A means of configuring devices (PCs) so that they can communicate as if they were attached to the same wire, when in fact they are located on a number of different LAN segments. Because VLANs are based on logical instead of physical connections they are extremely flexible, provide security through utilizing virtual private networking, and can be used to connect remote locations.
A mature network technology that allows local area networks (LANs) to overlap on a single backbone architecture. VLANs allow different departments in a building to "share" the same switch and not have special hardware dedicated to it.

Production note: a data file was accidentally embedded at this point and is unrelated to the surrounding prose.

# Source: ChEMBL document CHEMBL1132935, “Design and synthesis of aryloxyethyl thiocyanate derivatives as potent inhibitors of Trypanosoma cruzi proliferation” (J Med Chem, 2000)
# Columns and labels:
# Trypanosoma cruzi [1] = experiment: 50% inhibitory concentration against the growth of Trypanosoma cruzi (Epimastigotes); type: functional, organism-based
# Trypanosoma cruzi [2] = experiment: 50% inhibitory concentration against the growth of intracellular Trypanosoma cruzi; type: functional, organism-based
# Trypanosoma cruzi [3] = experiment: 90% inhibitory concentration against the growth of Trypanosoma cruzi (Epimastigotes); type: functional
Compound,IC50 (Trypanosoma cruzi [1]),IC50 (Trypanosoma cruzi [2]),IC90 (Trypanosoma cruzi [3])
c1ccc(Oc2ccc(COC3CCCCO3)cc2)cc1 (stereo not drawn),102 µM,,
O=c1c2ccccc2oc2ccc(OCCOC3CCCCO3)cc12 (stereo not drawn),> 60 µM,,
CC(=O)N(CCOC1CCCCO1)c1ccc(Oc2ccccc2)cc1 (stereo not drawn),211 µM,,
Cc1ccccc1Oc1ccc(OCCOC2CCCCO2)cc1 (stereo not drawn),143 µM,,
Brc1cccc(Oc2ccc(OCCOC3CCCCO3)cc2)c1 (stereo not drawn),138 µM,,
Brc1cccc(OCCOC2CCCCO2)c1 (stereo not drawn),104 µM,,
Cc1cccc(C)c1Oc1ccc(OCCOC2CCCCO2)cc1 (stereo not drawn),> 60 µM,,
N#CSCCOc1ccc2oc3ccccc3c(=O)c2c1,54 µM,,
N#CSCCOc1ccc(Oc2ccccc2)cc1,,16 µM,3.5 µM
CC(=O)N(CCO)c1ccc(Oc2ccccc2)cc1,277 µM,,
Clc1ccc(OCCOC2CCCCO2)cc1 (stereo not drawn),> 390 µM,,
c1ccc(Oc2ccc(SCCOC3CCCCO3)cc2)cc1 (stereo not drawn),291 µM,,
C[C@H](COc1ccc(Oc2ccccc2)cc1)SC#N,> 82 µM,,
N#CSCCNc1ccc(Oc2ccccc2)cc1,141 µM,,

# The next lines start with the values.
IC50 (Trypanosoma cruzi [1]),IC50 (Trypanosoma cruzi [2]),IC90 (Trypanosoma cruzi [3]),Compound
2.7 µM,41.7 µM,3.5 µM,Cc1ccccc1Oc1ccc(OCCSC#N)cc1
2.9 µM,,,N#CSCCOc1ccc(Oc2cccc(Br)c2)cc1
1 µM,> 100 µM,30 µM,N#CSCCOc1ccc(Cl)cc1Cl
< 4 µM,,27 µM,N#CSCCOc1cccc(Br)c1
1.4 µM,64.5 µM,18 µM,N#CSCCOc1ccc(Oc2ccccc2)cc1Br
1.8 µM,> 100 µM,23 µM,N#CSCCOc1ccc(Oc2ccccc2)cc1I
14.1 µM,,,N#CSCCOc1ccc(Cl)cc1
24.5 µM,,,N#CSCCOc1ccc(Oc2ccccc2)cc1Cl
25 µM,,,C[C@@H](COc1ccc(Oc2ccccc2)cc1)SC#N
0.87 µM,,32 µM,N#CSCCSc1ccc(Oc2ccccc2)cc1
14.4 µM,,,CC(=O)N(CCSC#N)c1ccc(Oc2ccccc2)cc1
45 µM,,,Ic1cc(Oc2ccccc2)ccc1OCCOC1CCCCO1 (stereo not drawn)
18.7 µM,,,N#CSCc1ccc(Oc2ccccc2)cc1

A group of computers on a network whose software has been configured so that they behave as if they were on a separate Local Area Network (LAN). Computers on VLAN do not have to be physically located next to one another on the LAN. A VLAN can be set up as a temporary solution to allow a workgroup to use less network bandwidth and communicate more privately.